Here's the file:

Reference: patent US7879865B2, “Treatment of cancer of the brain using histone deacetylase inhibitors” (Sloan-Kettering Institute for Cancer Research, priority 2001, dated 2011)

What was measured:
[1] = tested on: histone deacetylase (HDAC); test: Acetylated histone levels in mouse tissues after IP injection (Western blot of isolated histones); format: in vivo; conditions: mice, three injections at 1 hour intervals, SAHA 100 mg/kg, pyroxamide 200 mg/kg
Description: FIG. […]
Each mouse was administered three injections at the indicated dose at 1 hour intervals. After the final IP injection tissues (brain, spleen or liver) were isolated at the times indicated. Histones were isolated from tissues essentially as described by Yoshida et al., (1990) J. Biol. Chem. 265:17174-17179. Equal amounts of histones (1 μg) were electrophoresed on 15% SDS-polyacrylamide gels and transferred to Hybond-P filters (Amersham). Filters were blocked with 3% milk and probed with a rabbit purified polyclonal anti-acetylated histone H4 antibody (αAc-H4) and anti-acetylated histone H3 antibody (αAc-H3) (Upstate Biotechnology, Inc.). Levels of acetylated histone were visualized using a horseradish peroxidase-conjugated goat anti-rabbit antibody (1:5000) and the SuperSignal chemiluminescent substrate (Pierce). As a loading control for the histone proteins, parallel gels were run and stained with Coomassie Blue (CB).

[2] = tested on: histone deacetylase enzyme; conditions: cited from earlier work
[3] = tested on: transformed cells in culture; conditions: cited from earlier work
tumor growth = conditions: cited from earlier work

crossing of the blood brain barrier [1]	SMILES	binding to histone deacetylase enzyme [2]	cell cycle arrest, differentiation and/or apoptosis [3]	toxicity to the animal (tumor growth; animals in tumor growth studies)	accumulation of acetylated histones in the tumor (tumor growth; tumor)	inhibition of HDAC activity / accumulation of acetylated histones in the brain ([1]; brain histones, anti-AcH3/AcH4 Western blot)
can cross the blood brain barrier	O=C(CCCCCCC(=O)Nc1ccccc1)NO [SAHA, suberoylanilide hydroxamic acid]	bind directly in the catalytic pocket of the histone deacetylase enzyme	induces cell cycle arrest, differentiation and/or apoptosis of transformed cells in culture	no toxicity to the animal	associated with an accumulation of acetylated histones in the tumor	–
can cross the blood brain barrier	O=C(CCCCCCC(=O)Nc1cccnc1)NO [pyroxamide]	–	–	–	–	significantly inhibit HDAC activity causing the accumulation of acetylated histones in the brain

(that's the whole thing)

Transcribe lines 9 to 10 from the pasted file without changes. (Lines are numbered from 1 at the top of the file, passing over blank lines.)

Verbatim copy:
crossing of the blood brain barrier [1]	SMILES	binding to histone deacetylase enzyme [2]	cell cycle arrest, differentiation and/or apoptosis [3]	toxicity to the animal (tumor growth; animals in tumor growth studies)	accumulation of acetylated histones in the tumor (tumor growth; tumor)	inhibition of HDAC activity / accumulation of acetylated histones in the brain ([1]; brain histones, anti-AcH3/AcH4 Western blot)
can cross the blood brain barrier	O=C(CCCCCCC(=O)Nc1ccccc1)NO [SAHA, suberoylanilide hydroxamic acid]	bind directly in the catalytic pocket of the histone deacetylase enzyme	induces cell cycle arrest, differentiation and/or apoptosis of transformed cells in culture	no toxicity to the animal	associated with an accumulation of acetylated histones in the tumor	–